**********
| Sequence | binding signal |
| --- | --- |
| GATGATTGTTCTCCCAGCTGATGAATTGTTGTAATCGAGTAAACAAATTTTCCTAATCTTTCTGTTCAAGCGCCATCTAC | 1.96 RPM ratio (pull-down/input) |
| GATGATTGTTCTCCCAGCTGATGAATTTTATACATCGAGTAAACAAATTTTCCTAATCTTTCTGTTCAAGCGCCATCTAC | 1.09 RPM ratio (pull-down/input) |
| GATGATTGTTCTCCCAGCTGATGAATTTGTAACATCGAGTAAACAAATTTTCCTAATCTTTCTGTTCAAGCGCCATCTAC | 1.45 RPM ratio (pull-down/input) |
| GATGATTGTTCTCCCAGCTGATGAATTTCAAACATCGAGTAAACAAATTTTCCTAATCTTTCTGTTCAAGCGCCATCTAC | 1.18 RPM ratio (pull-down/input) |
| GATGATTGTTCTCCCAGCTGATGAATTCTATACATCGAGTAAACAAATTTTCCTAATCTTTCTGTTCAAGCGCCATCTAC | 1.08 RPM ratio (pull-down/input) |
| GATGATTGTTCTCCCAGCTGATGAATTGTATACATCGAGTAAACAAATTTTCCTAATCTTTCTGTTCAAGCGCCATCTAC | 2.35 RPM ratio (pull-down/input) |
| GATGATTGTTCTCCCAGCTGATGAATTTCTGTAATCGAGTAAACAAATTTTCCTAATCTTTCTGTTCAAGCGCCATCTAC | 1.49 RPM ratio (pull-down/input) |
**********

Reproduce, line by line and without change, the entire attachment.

| Sequence | binding signal |
| --- | --- |
| GATGATTGTTCTCCCAGCTGATGAATTGTTGTAATCGAGTAAACAAATTTTCCTAATCTTTCTGTTCAAGCGCCATCTAC | 1.96 RPM ratio (pull-down/input) |
| GATGATTGTTCTCCCAGCTGATGAATTTTATACATCGAGTAAACAAATTTTCCTAATCTTTCTGTTCAAGCGCCATCTAC | 1.09 RPM ratio (pull-down/input) |
| GATGATTGTTCTCCCAGCTGATGAATTTGTAACATCGAGTAAACAAATTTTCCTAATCTTTCTGTTCAAGCGCCATCTAC | 1.45 RPM ratio (pull-down/input) |
| GATGATTGTTCTCCCAGCTGATGAATTTCAAACATCGAGTAAACAAATTTTCCTAATCTTTCTGTTCAAGCGCCATCTAC | 1.18 RPM ratio (pull-down/input) |
| GATGATTGTTCTCCCAGCTGATGAATTCTATACATCGAGTAAACAAATTTTCCTAATCTTTCTGTTCAAGCGCCATCTAC | 1.08 RPM ratio (pull-down/input) |
| GATGATTGTTCTCCCAGCTGATGAATTGTATACATCGAGTAAACAAATTTTCCTAATCTTTCTGTTCAAGCGCCATCTAC | 2.35 RPM ratio (pull-down/input) |
| GATGATTGTTCTCCCAGCTGATGAATTTCTGTAATCGAGTAAACAAATTTTCCTAATCTTTCTGTTCAAGCGCCATCTAC | 1.49 RPM ratio (pull-down/input) |